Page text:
New York – Pace/MacGill Gallery is honored to present a celebration of the remarkable life of American photographer, master printer, author, and educator Richard "Chip" Benson (1943–2017). Featuring a selection of photographs printed in various processes, publications, and personal projects, the exhibition offers an intimate look at Benson's unparalleled contributions to the photographic medium and the world at large. Celebrating Richard Benson will be on view from February 1 through March 31, 2018, with an opening reception on Thursday, February 1 from 5:30 to 7:30pm.
A Newport, Rhode Island native, MacArthur Fellow, and two-time Guggenheim Fellowship recipient, Richard Benson revolutionized the field of photography. His study of optical repair while stationed on a Naval ship in Norfolk, Virginia, followed by an apprenticeship at the renowned Connecticut printing firm Meriden Gravure Company in the mid-1960s, promoted a passionate, lifelong pursuit of the medium in its myriad forms.
As a pioneer in printing, Benson worked in a range of media, producing silver, platinum, and offset prints of his own imagery, as well as limited-edition portfolios for such leading photographers as Walker Evans, Alfred Stieglitz, and Paul Strand. He invented a method of printing photographic negatives in acrylic paint on light-sensitized sheets of aluminum and, following his embrace of digital photography in the early 1990s, configured a commonly available Epson inkjet printer to print a single color image in three or more successive stages. This customized, multiple-impression process offered extreme control over tonality and hue, yielding pictures with extraordinary visual clarity, precision, and depth. In one of his ultimate projects, Recent Work, 2014 – called "the contraption" by its creator – Benson denounced printing entirely by displaying his images on a 4K monitor through a self-written computer program.
Benson was also instrumental in transforming the technologies and standards for photographic reproduction in ink through such noted publications as The Face of Lincoln (1979), The Work of Atget (4 volumes, 1981-85), over a dozen Lee Friedlander monographs, and Photographs from the Collection of the Gilman Paper Company (1985) – a five-year, 200-picture project often regarded as the finest book of photographic reproductions ever published. He was the co-author of Lay This Laurel with Lincoln Kirstein (1973) and A Maritime Album: 100 Photographs and Their Stories with John Szarkowski (1997), and authored A Yale Album: The Third Century (2000), The Printed Picture (2008), and Richard Benson: North South East West (2011).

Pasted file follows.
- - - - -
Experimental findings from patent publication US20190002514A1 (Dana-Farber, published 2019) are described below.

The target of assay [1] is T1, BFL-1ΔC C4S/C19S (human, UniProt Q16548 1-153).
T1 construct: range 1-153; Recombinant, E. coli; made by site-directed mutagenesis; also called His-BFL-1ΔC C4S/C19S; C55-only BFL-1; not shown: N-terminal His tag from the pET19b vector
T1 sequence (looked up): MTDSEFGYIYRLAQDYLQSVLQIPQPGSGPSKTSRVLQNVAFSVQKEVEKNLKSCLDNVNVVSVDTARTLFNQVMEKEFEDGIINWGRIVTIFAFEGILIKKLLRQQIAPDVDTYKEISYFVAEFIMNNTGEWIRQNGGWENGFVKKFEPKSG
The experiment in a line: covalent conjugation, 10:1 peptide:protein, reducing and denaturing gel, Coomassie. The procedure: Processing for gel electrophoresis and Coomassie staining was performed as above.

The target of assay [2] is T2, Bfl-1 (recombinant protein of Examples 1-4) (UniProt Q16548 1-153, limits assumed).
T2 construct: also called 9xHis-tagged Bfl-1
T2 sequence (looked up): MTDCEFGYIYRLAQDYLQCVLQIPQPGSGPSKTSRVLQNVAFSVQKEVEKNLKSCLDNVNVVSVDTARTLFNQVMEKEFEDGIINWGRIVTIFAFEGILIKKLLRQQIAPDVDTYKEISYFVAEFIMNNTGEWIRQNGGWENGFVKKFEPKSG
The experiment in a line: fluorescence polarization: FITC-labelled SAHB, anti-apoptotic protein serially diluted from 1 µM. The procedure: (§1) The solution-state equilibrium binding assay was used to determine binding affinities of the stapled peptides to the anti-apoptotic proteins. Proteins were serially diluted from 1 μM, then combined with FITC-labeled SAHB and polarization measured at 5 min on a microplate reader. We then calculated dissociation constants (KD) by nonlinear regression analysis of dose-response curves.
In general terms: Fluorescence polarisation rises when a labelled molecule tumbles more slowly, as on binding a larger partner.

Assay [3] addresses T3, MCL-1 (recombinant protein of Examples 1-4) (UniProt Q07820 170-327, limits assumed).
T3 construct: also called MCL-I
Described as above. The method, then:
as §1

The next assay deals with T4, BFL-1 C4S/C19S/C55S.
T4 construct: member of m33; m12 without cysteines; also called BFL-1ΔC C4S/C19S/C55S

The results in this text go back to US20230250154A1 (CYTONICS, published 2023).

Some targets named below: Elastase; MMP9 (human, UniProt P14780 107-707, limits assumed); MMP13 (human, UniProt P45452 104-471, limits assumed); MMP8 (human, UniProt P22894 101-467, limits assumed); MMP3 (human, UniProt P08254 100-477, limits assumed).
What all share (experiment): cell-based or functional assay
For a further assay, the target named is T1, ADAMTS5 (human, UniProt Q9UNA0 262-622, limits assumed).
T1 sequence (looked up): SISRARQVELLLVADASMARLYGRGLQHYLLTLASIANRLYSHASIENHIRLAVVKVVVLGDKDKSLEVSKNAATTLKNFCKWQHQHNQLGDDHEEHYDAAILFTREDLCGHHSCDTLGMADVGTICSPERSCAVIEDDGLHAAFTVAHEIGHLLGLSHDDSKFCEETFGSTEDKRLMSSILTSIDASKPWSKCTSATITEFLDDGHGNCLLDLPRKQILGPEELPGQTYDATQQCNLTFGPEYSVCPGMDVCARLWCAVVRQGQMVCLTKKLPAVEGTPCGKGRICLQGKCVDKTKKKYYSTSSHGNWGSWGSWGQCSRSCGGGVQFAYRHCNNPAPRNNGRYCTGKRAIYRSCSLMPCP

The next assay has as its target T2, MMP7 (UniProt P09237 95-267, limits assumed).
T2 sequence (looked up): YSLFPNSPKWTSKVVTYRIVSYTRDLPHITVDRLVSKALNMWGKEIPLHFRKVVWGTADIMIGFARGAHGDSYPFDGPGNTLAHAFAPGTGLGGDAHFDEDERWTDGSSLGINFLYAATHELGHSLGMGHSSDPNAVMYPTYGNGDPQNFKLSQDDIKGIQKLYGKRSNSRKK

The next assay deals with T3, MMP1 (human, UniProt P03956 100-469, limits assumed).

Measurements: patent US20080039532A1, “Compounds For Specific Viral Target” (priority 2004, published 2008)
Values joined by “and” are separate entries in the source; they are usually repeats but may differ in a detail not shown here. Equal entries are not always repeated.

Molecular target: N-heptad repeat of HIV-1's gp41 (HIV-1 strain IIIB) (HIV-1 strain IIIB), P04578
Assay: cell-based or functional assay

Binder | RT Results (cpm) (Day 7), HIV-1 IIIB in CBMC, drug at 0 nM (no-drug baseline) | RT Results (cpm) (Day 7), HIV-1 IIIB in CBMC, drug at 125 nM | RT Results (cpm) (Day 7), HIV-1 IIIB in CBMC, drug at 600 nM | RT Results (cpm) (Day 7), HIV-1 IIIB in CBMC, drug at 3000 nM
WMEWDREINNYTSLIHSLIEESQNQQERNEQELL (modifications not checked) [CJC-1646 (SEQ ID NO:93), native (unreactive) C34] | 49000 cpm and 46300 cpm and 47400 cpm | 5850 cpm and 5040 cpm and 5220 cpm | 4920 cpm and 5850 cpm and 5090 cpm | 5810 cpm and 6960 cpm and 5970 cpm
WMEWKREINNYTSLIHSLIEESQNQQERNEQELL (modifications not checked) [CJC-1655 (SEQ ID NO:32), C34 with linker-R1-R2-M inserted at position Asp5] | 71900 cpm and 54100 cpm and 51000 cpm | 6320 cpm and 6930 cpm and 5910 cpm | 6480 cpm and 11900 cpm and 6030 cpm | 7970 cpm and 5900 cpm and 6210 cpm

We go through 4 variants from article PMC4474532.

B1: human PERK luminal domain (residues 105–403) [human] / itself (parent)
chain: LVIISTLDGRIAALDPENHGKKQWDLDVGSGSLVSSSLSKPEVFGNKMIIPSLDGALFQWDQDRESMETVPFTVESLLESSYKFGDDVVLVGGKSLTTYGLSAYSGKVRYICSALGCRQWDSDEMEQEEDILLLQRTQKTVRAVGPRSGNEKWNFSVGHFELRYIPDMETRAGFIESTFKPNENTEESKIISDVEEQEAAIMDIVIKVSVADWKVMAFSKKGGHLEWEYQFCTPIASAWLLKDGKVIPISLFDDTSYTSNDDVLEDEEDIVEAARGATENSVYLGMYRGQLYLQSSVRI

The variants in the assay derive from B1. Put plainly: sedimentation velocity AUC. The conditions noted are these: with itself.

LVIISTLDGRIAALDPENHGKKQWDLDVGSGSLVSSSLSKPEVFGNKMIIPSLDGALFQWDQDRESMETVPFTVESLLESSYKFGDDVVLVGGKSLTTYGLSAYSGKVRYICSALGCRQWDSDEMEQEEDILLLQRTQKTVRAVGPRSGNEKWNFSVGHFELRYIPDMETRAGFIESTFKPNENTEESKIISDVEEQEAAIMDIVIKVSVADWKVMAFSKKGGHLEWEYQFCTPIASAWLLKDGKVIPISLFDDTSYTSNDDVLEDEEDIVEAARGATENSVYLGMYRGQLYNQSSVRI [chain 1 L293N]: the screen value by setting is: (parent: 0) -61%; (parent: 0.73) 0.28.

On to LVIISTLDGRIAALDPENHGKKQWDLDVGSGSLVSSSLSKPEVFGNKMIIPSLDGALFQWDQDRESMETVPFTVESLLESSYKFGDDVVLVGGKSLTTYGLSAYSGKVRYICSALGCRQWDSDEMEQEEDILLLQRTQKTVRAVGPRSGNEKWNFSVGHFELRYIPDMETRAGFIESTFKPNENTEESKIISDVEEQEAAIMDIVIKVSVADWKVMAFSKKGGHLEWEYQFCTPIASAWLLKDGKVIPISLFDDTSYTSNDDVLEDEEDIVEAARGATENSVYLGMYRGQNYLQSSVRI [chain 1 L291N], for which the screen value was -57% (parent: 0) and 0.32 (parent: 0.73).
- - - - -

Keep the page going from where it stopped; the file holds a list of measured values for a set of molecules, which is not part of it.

From clocks and steam engines to taxonomy and postage stamps, Benson applied his insatiably inquisitive intellect and mechanical ingenuity to projects beyond the realm of photography. One of his final creations, Clock #15, will be displayed as a prime example of his continual quest for comprehension through execution. Lacking both the hands and face of a typical timepiece, #15 boasts a construction that can always be upgraded and, consequently, never be completed – although Benson was known to consider his clocks finished when accurate within a second, a month, or a year.
Benson joined Yale University’s Department of Photography in 1979 and served as Dean of its School of Art from 1996 until his retirement in 2006. His photographs are held in the collections of The Metropolitan Museum of Art, New York; The Museum of Modern Art, New York; The Nelson-Atkins Museum of Art, Kansas City, MO; The Yale University Art Gallery, New Haven; as well as numerous private collections.
For more information about Celebrating Richard Benson or press requests, please contact Margaret Kelly at 212.759.7999 or email@example.com. For general inquiries, please email firstname.lastname@example.org.
Image: Detail, clock made by Richard Benson; courtesy Richard Saul Wurman
One of the world's leading photography galleries, Pace/MacGill has been dedicated to advancing fine art photography for over 30 years. Known for discovering artists, representing masters, and placing important collections and archives into major public institutions, Pace/MacGill has presented some 200 exhibitions and published numerous catalogues on modern and contemporary photography. Founded in 1983 by Peter MacGill, in collaboration with Arne Glimcher of Pace and Richard Solomon of Pace Editions, Pace/MacGill is located at 32 East 57th Street in New York City.